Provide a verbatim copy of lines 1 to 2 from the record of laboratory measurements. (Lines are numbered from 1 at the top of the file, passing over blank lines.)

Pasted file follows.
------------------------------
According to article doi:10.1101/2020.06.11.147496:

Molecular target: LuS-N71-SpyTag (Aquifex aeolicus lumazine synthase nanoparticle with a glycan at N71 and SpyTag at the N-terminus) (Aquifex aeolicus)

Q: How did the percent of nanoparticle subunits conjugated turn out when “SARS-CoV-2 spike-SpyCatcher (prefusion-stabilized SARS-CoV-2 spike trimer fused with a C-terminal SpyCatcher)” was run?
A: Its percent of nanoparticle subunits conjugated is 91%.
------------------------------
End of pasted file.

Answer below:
According to article doi:10.1101/2020.06.11.147496:

Molecular target: LuS-N71-SpyTag (Aquifex aeolicus lumazine synthase nanoparticle with a glycan at N71 and SpyTag at the N-terminus) (Aquifex aeolicus)